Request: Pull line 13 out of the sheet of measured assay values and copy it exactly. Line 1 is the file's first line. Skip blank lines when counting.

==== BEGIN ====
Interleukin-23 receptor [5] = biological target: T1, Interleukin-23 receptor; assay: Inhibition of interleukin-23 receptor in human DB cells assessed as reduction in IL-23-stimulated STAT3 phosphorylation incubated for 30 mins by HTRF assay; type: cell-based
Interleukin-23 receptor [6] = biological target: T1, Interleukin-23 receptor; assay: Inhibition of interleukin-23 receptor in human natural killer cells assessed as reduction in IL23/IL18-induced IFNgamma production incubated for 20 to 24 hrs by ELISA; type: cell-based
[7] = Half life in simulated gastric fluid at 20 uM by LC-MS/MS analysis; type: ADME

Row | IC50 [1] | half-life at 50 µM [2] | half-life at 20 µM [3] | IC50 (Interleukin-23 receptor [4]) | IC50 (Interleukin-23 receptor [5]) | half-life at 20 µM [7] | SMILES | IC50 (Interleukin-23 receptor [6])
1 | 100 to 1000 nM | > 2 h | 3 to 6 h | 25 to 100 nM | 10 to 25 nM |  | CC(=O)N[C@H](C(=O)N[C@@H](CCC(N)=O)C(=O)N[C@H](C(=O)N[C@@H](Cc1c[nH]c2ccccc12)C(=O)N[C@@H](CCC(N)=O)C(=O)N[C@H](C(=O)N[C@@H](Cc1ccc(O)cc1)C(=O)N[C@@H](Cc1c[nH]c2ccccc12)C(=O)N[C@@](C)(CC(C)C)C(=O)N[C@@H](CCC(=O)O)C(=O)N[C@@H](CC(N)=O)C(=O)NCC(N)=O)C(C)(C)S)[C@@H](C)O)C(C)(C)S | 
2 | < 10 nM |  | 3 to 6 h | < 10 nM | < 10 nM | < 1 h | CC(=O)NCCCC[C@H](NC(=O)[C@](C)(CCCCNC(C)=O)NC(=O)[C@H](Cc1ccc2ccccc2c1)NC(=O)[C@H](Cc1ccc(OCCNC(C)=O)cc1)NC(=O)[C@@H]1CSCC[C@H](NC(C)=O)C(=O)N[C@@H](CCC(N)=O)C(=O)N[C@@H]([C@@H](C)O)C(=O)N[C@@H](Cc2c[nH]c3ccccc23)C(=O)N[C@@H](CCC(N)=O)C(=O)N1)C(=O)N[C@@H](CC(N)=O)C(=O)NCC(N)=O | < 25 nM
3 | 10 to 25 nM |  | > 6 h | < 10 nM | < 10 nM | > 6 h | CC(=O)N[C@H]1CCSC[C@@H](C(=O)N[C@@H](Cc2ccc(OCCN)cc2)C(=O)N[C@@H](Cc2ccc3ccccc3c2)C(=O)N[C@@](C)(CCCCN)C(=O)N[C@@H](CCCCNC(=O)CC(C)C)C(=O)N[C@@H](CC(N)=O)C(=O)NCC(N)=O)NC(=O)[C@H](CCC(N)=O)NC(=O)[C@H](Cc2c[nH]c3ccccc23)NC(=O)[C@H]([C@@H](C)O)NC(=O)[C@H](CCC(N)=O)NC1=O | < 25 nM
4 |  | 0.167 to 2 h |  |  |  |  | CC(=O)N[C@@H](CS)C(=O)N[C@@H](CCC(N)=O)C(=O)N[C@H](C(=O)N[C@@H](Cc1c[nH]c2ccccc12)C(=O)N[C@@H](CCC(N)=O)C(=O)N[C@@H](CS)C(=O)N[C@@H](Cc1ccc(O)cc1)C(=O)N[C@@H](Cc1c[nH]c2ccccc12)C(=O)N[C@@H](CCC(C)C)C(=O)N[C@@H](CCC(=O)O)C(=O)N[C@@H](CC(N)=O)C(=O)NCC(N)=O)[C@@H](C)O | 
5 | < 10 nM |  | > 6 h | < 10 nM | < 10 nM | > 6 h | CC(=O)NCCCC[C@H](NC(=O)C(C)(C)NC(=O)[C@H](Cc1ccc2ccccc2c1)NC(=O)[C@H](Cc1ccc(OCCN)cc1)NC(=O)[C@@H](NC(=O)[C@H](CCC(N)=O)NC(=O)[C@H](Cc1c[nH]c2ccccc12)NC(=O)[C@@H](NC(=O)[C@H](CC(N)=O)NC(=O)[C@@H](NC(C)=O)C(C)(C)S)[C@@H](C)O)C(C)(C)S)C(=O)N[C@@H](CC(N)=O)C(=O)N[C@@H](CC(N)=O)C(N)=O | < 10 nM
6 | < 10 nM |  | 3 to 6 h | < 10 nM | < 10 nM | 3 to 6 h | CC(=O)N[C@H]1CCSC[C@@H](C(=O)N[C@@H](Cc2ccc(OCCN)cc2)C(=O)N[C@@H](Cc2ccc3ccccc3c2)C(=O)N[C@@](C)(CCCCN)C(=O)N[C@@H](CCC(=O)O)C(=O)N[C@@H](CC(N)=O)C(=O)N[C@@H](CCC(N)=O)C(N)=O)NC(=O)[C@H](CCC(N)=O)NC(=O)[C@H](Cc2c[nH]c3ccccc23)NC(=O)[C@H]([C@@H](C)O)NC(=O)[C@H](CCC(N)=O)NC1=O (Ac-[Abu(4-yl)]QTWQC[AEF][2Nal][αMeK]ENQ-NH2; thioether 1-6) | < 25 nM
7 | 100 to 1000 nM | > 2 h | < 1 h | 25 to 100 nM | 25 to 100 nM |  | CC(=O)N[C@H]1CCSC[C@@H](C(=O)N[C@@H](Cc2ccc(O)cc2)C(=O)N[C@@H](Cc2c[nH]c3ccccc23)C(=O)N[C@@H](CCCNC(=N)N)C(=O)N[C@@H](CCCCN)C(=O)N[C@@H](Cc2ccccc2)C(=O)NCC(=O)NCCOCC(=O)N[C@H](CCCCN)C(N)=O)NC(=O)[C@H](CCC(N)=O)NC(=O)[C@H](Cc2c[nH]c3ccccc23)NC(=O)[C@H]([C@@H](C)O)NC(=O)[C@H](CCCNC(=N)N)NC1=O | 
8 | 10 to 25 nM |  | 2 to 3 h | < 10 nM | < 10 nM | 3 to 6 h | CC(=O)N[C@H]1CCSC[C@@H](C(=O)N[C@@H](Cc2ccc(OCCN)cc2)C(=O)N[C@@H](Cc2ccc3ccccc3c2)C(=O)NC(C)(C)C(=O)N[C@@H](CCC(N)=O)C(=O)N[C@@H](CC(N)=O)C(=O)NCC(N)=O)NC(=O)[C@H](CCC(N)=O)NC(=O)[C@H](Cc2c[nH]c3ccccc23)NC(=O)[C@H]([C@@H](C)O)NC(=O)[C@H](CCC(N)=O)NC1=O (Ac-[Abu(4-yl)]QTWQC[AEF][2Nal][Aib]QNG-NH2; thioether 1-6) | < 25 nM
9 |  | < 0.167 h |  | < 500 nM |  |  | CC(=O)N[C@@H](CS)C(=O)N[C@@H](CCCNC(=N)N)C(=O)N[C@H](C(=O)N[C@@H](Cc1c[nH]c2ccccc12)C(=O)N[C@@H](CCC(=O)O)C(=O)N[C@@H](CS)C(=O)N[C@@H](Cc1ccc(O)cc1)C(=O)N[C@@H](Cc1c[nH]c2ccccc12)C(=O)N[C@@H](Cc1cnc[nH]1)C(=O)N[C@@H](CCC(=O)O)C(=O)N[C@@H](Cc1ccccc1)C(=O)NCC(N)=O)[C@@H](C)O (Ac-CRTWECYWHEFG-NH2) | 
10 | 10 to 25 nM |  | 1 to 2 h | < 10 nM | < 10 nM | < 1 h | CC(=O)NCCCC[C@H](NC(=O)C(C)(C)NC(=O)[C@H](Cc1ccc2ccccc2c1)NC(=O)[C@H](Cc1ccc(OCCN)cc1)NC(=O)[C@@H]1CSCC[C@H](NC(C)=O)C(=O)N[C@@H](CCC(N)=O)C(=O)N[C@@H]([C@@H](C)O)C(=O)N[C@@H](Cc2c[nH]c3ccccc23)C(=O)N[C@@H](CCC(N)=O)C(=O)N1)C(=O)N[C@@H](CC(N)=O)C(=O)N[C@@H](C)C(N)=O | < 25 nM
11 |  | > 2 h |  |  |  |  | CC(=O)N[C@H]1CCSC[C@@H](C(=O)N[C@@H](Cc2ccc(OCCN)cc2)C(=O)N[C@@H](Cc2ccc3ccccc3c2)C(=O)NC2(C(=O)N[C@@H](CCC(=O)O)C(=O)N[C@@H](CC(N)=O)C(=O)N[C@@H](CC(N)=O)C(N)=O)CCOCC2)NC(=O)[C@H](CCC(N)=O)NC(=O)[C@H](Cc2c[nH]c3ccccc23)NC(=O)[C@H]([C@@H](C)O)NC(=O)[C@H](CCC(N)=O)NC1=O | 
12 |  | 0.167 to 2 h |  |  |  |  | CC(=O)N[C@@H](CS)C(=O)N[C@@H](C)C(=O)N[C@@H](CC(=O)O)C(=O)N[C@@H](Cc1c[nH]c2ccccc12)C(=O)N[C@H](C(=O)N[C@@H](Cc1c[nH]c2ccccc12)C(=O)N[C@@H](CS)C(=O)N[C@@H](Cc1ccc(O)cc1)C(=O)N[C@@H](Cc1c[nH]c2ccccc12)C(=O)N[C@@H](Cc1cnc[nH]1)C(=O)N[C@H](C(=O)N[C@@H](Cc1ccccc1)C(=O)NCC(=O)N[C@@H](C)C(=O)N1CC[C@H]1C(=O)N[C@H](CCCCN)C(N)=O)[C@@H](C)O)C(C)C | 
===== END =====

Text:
9 |  | < 0.167 h |  | < 500 nM |  |  | CC(=O)N[C@@H](CS)C(=O)N[C@@H](CCCNC(=N)N)C(=O)N[C@H](C(=O)N[C@@H](Cc1c[nH]c2ccccc12)C(=O)N[C@@H](CCC(=O)O)C(=O)N[C@@H](CS)C(=O)N[C@@H](Cc1ccc(O)cc1)C(=O)N[C@@H](Cc1c[nH]c2ccccc12)C(=O)N[C@@H](Cc1cnc[nH]1)C(=O)N[C@@H](CCC(=O)O)C(=O)N[C@@H](Cc1ccccc1)C(=O)NCC(N)=O)[C@@H](C)O (Ac-CRTWECYWHEFG-NH2) | 